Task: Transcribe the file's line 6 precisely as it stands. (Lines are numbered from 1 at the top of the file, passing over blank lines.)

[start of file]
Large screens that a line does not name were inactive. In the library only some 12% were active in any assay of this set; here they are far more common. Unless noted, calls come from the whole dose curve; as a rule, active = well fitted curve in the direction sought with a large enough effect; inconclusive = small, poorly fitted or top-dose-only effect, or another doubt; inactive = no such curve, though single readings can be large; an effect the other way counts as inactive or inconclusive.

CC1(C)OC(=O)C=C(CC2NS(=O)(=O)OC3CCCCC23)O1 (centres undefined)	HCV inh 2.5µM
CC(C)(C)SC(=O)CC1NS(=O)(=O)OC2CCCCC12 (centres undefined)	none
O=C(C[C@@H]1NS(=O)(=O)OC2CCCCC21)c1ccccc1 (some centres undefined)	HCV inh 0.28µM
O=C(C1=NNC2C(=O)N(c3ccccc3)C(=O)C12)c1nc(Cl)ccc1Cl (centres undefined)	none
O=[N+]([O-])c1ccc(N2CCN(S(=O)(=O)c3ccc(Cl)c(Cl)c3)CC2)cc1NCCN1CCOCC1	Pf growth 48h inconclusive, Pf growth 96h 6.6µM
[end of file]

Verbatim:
O=[N+]([O-])c1ccc(N2CCN(S(=O)(=O)c3ccc(Cl)c(Cl)c3)CC2)cc1NCCN1CCOCC1	Pf growth 48h inconclusive, Pf growth 96h 6.6µM